Secondary Natural Gas Recovery: Targeted Applications for Infield Reserve Growth in Midcontinent Reservoirs, Boonsville Field, Forth Worth Basin, Texas - Volume I

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1996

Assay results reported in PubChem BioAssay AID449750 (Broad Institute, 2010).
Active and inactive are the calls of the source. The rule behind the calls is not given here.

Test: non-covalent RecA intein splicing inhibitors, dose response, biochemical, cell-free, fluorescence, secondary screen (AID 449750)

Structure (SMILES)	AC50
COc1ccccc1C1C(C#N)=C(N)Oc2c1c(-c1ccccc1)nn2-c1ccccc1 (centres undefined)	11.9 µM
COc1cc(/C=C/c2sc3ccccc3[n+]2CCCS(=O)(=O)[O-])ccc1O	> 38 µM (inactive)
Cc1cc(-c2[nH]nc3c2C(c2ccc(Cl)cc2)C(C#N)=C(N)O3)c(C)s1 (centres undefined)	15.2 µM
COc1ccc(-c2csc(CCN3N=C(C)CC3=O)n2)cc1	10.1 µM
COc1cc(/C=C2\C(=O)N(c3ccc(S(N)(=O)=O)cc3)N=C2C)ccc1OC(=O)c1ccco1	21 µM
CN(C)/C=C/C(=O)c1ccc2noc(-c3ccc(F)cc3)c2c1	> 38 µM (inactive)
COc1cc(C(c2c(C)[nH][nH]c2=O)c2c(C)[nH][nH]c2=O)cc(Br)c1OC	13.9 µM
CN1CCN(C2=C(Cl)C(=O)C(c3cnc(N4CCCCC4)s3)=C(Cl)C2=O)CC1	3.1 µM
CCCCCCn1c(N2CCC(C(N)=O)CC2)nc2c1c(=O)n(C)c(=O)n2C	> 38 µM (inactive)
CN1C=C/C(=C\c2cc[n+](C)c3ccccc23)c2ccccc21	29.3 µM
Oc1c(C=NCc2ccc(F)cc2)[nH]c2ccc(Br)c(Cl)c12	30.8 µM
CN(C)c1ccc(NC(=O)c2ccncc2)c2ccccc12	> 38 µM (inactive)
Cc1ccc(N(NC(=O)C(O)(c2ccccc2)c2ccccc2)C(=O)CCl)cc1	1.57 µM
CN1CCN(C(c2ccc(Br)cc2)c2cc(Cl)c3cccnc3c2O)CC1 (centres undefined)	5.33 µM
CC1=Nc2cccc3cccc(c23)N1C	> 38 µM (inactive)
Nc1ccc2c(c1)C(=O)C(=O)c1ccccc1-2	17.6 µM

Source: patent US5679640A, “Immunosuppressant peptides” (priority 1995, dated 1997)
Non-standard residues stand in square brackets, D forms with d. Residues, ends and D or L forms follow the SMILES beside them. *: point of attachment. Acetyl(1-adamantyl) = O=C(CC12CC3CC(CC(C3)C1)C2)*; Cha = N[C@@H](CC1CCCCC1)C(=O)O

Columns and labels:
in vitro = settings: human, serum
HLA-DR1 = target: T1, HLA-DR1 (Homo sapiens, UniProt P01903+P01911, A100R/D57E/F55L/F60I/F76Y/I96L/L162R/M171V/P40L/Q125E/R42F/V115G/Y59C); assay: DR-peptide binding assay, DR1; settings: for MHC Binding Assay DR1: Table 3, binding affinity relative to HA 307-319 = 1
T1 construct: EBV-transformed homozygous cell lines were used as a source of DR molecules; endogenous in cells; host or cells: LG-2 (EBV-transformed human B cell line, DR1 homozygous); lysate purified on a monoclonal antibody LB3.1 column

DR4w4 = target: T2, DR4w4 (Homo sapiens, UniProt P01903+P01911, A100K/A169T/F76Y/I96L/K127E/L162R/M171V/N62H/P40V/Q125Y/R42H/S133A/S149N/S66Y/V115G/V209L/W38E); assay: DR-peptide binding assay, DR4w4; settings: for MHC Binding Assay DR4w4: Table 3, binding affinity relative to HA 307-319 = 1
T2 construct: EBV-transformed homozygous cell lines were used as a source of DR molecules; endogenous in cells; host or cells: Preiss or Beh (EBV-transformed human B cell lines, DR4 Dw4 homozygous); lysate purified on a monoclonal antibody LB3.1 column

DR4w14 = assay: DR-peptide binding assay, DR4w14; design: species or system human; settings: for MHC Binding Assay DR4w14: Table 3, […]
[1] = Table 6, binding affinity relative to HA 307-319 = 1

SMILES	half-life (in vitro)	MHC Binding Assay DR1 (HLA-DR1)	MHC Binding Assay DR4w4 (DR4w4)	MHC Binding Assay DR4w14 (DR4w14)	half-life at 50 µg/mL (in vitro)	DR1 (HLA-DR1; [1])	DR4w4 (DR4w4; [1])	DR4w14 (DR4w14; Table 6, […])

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This report documents an assessment of Midcontinent sandstone natural gas reservoirs in Boonsville (Bend Conglomerate Gas) field by integrating four key disciplines: geology, geophysics, reservoir engineering, and petrophysics. Pressure and production data confirm the existence of compartmented or poorly drained gas throughout much of the Bend Conglomerate and suggest that additional gas will be found when well spacing is reduced to 80 acres, although multiple stacked completion opportunities will typically be needed to ensure the economic viability of new infill wells. As part of this analysis, the Lower Atoka Group was divided into 13 third-order genetic sequences, and to our knowledge, this is the first public, comprehensive genetic sequence analysis that relates these Pennsylvanian reservoirs to their seismic response and to gas productivity. A 26-mi², 3-D seismic survey was done to test methods for reservoir delineation in thin-bed, hard-rock environments and identified a previously unknown structural component of reservoir compartmentalization in the form of low-displacement faulting commonly associated with karst collapse in deeper carbonate rocks. These karst collapse features extend vertically as much as 2,500 ft and may be a widespread influence on the deposition of younger sediments in the Midcontinent. The ability of the 3-D survey to define stratigraphic entrapments was more variable. Some sequences were imaged quite well, and seismic attribute analyses provided excellent agreement with net reservoir distributions generated from sequence stratigraphic interpretations. In other instances, individual systems tracts and reservoir sandstones that were subsets of genetic sequences proved difficult to trace precisely in the 3-D data, especially when those units were associated with a subtle impedance contrast or were extremely thin.

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